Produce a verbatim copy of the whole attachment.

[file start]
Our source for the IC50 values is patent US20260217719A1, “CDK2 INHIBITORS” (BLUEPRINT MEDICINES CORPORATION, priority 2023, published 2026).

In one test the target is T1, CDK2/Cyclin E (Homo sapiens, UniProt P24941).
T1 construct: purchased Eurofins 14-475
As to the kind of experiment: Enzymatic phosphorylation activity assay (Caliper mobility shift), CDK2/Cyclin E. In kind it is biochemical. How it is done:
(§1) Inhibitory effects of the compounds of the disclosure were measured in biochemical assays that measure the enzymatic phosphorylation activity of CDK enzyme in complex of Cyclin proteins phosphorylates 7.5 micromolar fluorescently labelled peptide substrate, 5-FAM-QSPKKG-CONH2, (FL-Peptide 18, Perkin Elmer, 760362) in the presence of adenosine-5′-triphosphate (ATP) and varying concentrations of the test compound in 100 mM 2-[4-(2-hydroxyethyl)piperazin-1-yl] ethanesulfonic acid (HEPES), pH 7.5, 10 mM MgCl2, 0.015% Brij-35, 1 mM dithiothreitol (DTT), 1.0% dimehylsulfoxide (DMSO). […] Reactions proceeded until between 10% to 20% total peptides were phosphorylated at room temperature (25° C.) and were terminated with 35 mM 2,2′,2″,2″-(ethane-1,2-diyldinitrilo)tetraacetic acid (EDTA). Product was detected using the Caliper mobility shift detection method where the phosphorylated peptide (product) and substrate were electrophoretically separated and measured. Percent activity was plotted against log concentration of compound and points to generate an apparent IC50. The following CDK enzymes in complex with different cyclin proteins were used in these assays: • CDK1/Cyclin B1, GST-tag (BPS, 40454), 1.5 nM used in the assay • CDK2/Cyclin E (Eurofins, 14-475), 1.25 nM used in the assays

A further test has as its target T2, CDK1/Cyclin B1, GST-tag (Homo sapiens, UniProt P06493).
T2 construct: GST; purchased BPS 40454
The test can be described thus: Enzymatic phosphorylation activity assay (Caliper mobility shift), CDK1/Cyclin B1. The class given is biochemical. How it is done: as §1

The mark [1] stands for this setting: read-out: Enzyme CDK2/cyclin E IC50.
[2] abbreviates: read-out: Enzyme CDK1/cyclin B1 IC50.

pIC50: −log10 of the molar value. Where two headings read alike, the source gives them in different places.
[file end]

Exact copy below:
Our source for the IC50 values is patent US20260217719A1, “CDK2 INHIBITORS” (BLUEPRINT MEDICINES CORPORATION, priority 2023, published 2026).

In one test the target is T1, CDK2/Cyclin E (Homo sapiens, UniProt P24941).
T1 construct: purchased Eurofins 14-475
As to the kind of experiment: Enzymatic phosphorylation activity assay (Caliper mobility shift), CDK2/Cyclin E. In kind it is biochemical. How it is done:
(§1) Inhibitory effects of the compounds of the disclosure were measured in biochemical assays that measure the enzymatic phosphorylation activity of CDK enzyme in complex of Cyclin proteins phosphorylates 7.5 micromolar fluorescently labelled peptide substrate, 5-FAM-QSPKKG-CONH2, (FL-Peptide 18, Perkin Elmer, 760362) in the presence of adenosine-5′-triphosphate (ATP) and varying concentrations of the test compound in 100 mM 2-[4-(2-hydroxyethyl)piperazin-1-yl] ethanesulfonic acid (HEPES), pH 7.5, 10 mM MgCl2, 0.015% Brij-35, 1 mM dithiothreitol (DTT), 1.0% dimehylsulfoxide (DMSO). […] Reactions proceeded until between 10% to 20% total peptides were phosphorylated at room temperature (25° C.) and were terminated with 35 mM 2,2′,2″,2″-(ethane-1,2-diyldinitrilo)tetraacetic acid (EDTA). Product was detected using the Caliper mobility shift detection method where the phosphorylated peptide (product) and substrate were electrophoretically separated and measured. Percent activity was plotted against log concentration of compound and points to generate an apparent IC50. The following CDK enzymes in complex with different cyclin proteins were used in these assays: • CDK1/Cyclin B1, GST-tag (BPS, 40454), 1.5 nM used in the assay • CDK2/Cyclin E (Eurofins, 14-475), 1.25 nM used in the assays

A further test has as its target T2, CDK1/Cyclin B1, GST-tag (Homo sapiens, UniProt P06493).
T2 construct: GST; purchased BPS 40454
The test can be described thus: Enzymatic phosphorylation activity assay (Caliper mobility shift), CDK1/Cyclin B1. The class given is biochemical. How it is done: as §1

The mark [1] stands for this setting: read-out: Enzyme CDK2/cyclin E IC50.
[2] abbreviates: read-out: Enzyme CDK1/cyclin B1 IC50.

pIC50: −log10 of the molar value. Where two headings read alike, the source gives them in different places.